Professor Adrian Linacre at Flinders University is part of a team that focuses on developing forensic DNA technology to thwart a thriving global black market in exotic animals -- and the significance of this new test working so effectively on such a difficult substance as ivory is especially significant, showing the power and accuracy of this investigation technique.
Ivory, which is essentially a form of tooth structure, has only tiny amounts of DNA contained within it, yet Professor Linacre says the new test procedure can work with only a tiny amount of connected DNA to return results of perfect accuracy.
Elephant populations have been greatly reduced, mainly due to illegal poaching for their ivory. While the trade in elephant products is protected by national laws and CITES agreements to prevent further population declines, ivory poaching and illegal trade in ivory persists. For instance, in Thailand, it is illegal to trade ivory from African elephants; however, the law allows possession of ivory from Asian elephants if permission has been obtained from the authorities. It has been difficult to determine the necessary differences by tests alone.
"This means the enforcement of legislation needs to classify the legal status of seized ivory products," explains Professor Linacre. "Many DNA-based techniques have been previously reported for this purpose, although these have a limit of detection not suitable for extremely degraded samples. Now, this new technique has made a great leap forward."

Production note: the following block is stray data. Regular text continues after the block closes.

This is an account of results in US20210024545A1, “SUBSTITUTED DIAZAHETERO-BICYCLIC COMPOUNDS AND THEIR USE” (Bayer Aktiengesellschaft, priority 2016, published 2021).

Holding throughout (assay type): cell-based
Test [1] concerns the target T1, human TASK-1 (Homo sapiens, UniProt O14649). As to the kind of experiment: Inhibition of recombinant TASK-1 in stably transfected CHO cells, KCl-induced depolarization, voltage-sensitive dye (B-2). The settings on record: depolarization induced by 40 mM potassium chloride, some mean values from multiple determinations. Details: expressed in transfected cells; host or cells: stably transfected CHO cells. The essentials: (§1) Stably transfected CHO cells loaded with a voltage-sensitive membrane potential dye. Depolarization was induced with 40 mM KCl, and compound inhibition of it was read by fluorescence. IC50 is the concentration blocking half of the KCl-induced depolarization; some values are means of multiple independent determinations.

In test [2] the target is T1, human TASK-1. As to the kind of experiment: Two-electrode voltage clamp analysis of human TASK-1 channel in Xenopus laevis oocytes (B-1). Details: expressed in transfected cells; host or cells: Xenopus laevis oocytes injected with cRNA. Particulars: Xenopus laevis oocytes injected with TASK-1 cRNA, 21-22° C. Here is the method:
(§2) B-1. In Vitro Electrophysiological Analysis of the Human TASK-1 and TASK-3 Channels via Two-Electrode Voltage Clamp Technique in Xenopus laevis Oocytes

Historically, the tiny amounts of DNA contained in tusks has made tracking the origins of ivory goods very difficult -- and why much of the poached ivory is shipped to Asia and swiftly broken down into tiny pieces, primarily for jewellery and trinkets that can be easily resold and does not allow easy or accurate DNA tracing.
However, the new process can confirm the legal or illegal status of seized ivory samples, even where it is assumed that the DNA will be highly degraded.
The results of the testing -- "Discrimination of highly degraded, aged Asian and African elephant ivory using denaturing gradient gel electrophoresis (DGGE)," by Nitchakamon Suwanchatree, Phuvadol Thanakiatkrai, Adrian Linacre and Thitika Kitpipit -- have been published in the International Journal of Legal Medicine.
In these tests, DNA from aged ivory was tested for reproducibility, specificity, and, importantly, sensitivity. Blind testing of 304 samples resulted in 100% identification accuracy. It also resulted in correct assignment in the legal status of 227 highly degraded, aged ivories within the test cohort, thus underlining the high sensitivity of the process.
The result of these successful tests will have international implications for the illegal trafficking and poaching of ivory, says Professor Linacre.
"This research output -- which is part of our continuing analysis of forensic DNA technology to accurately analyse smaller amount of DNA -- will be beneficial to help analyse ivory casework samples in wildlife forensic laboratories, and ultimately help to identify ivory poaching hotspots."
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